- Grade Level▼▲
- Media Type▼▲
- Author / Artist▼▲
- Top Rated▼▲
Number of Pages: 1184
Vendor: Penguin Classics
Publication Date: 1996
Dimensions: 7 3/4 X 5 X 2 (inches)
Availability: Expected to ship on or about 11/28/14.
The History of the Decline and Fall of the Roman Empire Volume 1Edward GibbonPenguin Classics / 1996 / Trade Paperback$23.40 Retail:
$26.00Save 10% ($2.60)Availability: In StockCBD Stock No: WW3937
The Decline and Fall of the Roman Empire, 3 VolumesEdward Gibbon, Hugh Trevor-RoperRandom House / 1994 / Hardcover$63.00 Retail:
$70.00Save 10% ($7.00)Availability: In StockCBD Stock No: WW943593X
The History of the Decline and Fall of the Roman EmpireEdward Gibbon, David WomersleyPenguin Classics / 2001 / Trade Paperback$12.49 Retail:
$17.00Save 27% ($4.51)Availability: In StockCBD Stock No: WW37649
The Decline and Fall of the Roman Empire-3 Vol. Boxed SetEdward Gibbon, Hugh Trevor-RoperRandom House / 1993 / Hardcover$28.69 Retail:4 Stars Out Of 5 1 Reviews
$70.00Save 59% ($41.31)Availability: In StockCBD Stock No: WW23087
Edward Gibbon was born in 1737 in Putney, England, and was the only child of his parents to survive infancy. Although his education was frequently interrupted by ill health, his knowledge was far-reaching. His brief career as an undergraduate at Magdalen College, Oxford, ended when he joined the Catholic Church. His father sent him to Lausanne, in Switzerland, where, while studying Greek and French for the next five years, he re-joined the Protestant Church. In 1761 he published his Essai sur l'étude de la Littérature; the English version appeared in 1764. Meanwhile, Gibbon served as a captain in the Hampshire Militia until 1763, when he returned to the Continent. It was while he was in Rome in 1764 that he first conceived the work that was eventually to become The History of the Decline and Fall of the Roman Empire.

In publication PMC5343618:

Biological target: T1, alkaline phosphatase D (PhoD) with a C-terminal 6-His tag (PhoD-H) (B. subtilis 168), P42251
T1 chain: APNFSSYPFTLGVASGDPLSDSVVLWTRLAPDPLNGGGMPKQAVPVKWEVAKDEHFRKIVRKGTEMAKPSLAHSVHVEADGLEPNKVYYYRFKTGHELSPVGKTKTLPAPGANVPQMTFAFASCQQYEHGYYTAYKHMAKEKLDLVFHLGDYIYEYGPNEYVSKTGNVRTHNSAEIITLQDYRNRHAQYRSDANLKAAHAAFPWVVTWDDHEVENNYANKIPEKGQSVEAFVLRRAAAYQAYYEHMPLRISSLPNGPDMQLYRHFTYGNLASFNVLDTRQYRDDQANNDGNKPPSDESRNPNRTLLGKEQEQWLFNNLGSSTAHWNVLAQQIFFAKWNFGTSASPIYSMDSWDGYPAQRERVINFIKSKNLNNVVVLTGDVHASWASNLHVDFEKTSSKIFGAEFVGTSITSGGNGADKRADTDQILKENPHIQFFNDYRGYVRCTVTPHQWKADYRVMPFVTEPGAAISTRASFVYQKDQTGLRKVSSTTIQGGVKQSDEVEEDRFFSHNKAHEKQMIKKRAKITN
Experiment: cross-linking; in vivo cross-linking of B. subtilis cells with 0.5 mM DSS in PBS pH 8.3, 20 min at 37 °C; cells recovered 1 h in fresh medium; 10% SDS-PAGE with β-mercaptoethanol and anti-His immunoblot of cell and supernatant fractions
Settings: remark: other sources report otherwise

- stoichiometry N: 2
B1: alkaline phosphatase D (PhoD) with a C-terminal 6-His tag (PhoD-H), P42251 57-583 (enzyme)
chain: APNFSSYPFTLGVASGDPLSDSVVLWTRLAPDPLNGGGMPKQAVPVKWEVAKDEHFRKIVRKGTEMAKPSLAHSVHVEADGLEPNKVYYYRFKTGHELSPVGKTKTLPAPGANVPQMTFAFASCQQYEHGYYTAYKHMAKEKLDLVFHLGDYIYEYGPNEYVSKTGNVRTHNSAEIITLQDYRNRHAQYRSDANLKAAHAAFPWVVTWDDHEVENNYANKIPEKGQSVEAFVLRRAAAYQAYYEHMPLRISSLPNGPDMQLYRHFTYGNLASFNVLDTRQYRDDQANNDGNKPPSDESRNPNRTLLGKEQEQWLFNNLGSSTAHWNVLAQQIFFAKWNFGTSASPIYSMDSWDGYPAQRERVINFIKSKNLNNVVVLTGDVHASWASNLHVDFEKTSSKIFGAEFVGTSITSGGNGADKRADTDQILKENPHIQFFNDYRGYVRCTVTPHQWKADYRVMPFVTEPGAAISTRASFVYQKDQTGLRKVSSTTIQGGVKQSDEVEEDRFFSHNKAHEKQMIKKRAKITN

In 1774, after the death of his father, Gibbon settled in London and was elected to Parliament where he sat for the next eight years, although he never once spoke in the Commons. He also took his place among the literary circles of London. The first volume of his famous History was published in 1776; it was highly praised for its learning and style but incurred some censure for its treatment of the early Christians. The second and third volumes appeared in 1781 and the final three, which were written in Lausanne, in 1788. He died while on a visit to his friend, Lord Sheffield, who posthumously edited Gibbon's autobiographical papers and published them in 1796.
David Womersley teaches at Jesus College, Oxford, and edited Gibbon's The Decline and Fall of the Roman Empire for Penguin Classics.
|Email me when this product is available.|